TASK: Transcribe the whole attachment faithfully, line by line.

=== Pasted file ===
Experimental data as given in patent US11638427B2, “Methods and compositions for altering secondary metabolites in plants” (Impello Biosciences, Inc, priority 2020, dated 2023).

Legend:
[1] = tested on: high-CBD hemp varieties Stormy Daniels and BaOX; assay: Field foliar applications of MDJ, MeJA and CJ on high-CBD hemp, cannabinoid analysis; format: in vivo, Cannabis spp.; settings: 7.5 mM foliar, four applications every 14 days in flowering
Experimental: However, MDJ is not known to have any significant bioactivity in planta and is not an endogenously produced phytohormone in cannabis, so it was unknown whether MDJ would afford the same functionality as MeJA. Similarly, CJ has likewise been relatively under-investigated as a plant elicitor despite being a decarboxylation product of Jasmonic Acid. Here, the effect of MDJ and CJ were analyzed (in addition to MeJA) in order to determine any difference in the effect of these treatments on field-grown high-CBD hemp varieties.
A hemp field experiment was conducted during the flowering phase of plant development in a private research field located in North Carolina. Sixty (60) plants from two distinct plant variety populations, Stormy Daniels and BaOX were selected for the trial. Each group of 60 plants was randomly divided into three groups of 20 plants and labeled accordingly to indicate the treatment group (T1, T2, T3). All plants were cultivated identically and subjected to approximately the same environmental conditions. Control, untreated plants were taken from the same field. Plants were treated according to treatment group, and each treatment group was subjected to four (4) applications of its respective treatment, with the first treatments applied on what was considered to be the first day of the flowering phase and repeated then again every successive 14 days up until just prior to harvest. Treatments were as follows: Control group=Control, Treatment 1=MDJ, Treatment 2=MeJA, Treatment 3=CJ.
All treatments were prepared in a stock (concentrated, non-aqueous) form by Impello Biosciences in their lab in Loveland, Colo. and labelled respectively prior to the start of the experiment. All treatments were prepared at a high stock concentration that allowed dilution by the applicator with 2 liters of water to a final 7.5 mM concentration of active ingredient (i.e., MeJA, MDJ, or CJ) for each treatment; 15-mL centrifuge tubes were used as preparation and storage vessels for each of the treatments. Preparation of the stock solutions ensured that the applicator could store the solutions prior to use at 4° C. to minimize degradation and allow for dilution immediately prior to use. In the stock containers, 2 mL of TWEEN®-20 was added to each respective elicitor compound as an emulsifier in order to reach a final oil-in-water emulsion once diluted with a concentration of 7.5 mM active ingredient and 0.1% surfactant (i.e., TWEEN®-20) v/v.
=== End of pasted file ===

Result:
Experimental data as given in patent US11638427B2, “Methods and compositions for altering secondary metabolites in plants” (Impello Biosciences, Inc, priority 2020, dated 2023).

Legend:
[1] = tested on: high-CBD hemp varieties Stormy Daniels and BaOX; assay: Field foliar applications of MDJ, MeJA and CJ on high-CBD hemp, cannabinoid analysis; format: in vivo, Cannabis spp.; settings: 7.5 mM foliar, four applications every 14 days in flowering
Experimental: However, MDJ is not known to have any significant bioactivity in planta and is not an endogenously produced phytohormone in cannabis, so it was unknown whether MDJ would afford the same functionality as MeJA. Similarly, CJ has likewise been relatively under-investigated as a plant elicitor despite being a decarboxylation product of Jasmonic Acid. Here, the effect of MDJ and CJ were analyzed (in addition to MeJA) in order to determine any difference in the effect of these treatments on field-grown high-CBD hemp varieties.
A hemp field experiment was conducted during the flowering phase of plant development in a private research field located in North Carolina. Sixty (60) plants from two distinct plant variety populations, Stormy Daniels and BaOX were selected for the trial. Each group of 60 plants was randomly divided into three groups of 20 plants and labeled accordingly to indicate the treatment group (T1, T2, T3). All plants were cultivated identically and subjected to approximately the same environmental conditions. Control, untreated plants were taken from the same field. Plants were treated according to treatment group, and each treatment group was subjected to four (4) applications of its respective treatment, with the first treatments applied on what was considered to be the first day of the flowering phase and repeated then again every successive 14 days up until just prior to harvest. Treatments were as follows: Control group=Control, Treatment 1=MDJ, Treatment 2=MeJA, Treatment 3=CJ.
All treatments were prepared in a stock (concentrated, non-aqueous) form by Impello Biosciences in their lab in Loveland, Colo. and labelled respectively prior to the start of the experiment. All treatments were prepared at a high stock concentration that allowed dilution by the applicator with 2 liters of water to a final 7.5 mM concentration of active ingredient (i.e., MeJA, MDJ, or CJ) for each treatment; 15-mL centrifuge tubes were used as preparation and storage vessels for each of the treatments. Preparation of the stock solutions ensured that the applicator could store the solutions prior to use at 4° C. to minimize degradation and allow for dilution immediately prior to use. In the stock containers, 2 mL of TWEEN®-20 was added to each respective elicitor compound as an emulsifier in order to reach a final oil-in-water emulsion once diluted with a concentration of 7.5 mM active ingredient and 0.1% surfactant (i.e., TWEEN®-20) v/v.